Conversion – Functions

While providing functionality similar capabilities for functions calls and dynamic parameter lists, the IDL and Python implementation patterns are quite different. IDL provides a “functional” based approach, tuned to the needs of the interactive user and based on it’s FORTRAN roots. On the other hand, Pythons implementation is based on modern methodologies, based on common vararg patterns and leveraging it’s built in data structures.

The major functional arguments differences between IDL and Python include:

  • Python only supports functions and not subroutines.
  • IDL uses functions and special keyword names to manage dynamic parameter lists, while Python uses standard list data types.
  • No partial keyword expansion capability in Python – full keyword symbols are required when making routine calls.
  • Input parameters and keywords are passed by value, meaning output values are not supported by function parameters. Output values are only supported as the return value from a Python function. Unlike IDL, Python functions can return more than one value though.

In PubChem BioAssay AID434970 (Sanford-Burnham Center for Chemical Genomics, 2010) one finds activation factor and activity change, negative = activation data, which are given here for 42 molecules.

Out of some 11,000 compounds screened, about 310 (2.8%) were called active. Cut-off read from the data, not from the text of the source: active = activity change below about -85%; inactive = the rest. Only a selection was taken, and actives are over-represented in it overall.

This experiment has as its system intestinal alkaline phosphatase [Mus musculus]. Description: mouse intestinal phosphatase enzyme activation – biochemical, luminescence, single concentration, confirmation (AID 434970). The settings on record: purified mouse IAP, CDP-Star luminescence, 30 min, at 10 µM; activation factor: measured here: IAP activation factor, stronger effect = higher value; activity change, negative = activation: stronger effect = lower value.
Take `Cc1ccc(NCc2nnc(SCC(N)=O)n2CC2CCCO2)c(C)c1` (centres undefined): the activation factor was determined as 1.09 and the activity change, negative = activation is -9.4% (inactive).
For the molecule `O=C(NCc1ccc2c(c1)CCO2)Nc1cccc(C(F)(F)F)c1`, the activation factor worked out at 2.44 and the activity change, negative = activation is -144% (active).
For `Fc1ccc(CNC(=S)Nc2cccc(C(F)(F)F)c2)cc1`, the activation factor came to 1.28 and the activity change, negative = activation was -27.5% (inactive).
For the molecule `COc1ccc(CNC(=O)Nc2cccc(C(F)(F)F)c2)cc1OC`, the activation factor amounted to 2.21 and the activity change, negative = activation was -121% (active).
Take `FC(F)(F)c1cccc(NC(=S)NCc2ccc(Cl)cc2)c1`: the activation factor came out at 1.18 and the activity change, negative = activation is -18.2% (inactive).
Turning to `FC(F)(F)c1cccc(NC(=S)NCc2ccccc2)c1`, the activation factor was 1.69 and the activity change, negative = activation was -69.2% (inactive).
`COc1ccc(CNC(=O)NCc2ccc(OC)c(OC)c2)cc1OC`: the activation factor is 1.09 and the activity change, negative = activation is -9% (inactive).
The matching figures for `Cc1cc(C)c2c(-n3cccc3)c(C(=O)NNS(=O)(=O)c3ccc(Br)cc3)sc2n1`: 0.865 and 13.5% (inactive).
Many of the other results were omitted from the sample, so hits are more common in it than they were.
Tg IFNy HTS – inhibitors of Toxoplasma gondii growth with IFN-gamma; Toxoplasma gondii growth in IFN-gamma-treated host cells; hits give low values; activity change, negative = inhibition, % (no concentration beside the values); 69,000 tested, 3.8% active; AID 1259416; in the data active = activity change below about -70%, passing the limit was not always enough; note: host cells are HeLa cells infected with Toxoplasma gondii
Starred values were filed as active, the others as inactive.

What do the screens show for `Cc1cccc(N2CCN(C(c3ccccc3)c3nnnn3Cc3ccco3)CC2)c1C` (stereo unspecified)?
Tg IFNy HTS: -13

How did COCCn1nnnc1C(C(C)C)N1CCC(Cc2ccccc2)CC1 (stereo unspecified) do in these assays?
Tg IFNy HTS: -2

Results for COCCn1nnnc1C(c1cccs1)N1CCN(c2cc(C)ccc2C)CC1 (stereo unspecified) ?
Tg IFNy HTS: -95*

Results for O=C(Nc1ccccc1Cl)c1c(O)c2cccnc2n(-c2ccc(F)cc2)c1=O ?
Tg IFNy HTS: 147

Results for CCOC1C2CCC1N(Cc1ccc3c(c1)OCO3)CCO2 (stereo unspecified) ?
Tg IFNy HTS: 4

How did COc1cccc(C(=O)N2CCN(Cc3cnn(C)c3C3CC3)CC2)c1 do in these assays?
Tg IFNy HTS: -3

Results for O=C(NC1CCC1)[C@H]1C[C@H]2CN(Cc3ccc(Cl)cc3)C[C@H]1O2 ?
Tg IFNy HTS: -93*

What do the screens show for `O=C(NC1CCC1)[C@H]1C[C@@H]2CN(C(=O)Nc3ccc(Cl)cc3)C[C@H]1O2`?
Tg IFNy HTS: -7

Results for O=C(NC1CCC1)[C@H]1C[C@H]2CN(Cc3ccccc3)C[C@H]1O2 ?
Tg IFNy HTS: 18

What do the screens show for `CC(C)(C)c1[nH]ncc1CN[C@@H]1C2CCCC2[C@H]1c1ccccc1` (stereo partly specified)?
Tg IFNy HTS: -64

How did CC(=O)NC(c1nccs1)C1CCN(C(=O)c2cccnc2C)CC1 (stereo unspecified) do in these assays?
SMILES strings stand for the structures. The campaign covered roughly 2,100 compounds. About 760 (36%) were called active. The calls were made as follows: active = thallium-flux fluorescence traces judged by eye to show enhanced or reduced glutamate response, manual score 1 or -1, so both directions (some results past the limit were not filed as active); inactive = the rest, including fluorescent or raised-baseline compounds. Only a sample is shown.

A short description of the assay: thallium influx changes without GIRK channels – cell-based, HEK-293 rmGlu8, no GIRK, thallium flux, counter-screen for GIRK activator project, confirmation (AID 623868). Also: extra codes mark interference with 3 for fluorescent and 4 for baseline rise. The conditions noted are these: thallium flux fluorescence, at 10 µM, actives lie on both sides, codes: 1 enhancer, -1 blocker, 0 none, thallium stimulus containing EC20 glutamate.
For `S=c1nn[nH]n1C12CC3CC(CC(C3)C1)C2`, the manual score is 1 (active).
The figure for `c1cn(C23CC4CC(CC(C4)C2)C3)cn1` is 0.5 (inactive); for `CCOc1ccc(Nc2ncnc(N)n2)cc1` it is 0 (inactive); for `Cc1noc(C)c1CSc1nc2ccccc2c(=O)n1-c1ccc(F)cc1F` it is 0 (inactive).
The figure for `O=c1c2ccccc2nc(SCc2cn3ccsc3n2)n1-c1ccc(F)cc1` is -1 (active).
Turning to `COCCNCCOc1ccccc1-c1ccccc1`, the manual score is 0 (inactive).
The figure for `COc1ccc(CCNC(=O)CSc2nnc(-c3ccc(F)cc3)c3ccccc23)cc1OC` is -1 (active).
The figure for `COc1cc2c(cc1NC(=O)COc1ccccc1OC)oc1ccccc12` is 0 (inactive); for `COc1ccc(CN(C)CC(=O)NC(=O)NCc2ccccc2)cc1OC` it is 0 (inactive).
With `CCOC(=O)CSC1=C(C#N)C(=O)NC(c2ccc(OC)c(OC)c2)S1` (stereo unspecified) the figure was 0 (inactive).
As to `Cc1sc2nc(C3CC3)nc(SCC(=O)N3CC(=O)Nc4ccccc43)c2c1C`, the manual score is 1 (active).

• In Python, undefined variables in a function call is an error. In IDL, the use of undefined variables is a key implementation pattern.

While the function structure and syntax gaps between IDL and Python are large, Pike addresses each through a straight syntax translation and runtime functionality.[/vc_column_text][/vc_column][/vc_row][vc_row][vc_column][vc_column_text]

Function Translation

Pike takes several approaches to translating an IDL function into Python, providing either a static or dynamic implementation pattern.

The static functional translation pattern provides a standard Python function signature that almost identical to IDLs. Pike uses this translation method when the routine being translated meets the following criteria:

  • Doesn’t make use of dynamic parameters (doesn’t call n_params())
  • No output parameters or output keywords are supported.
  • The function doesn’t support the _EXTRA keyword
  • The ‘always_varargs’ preference is false.

If this  criteria is met, Pike writes a standard, static function signature for the routine being converted. Otherwise the dynamic function signature pattern is used during the conversion.[/vc_column_text][vc_column_text]

IDL Routine Definition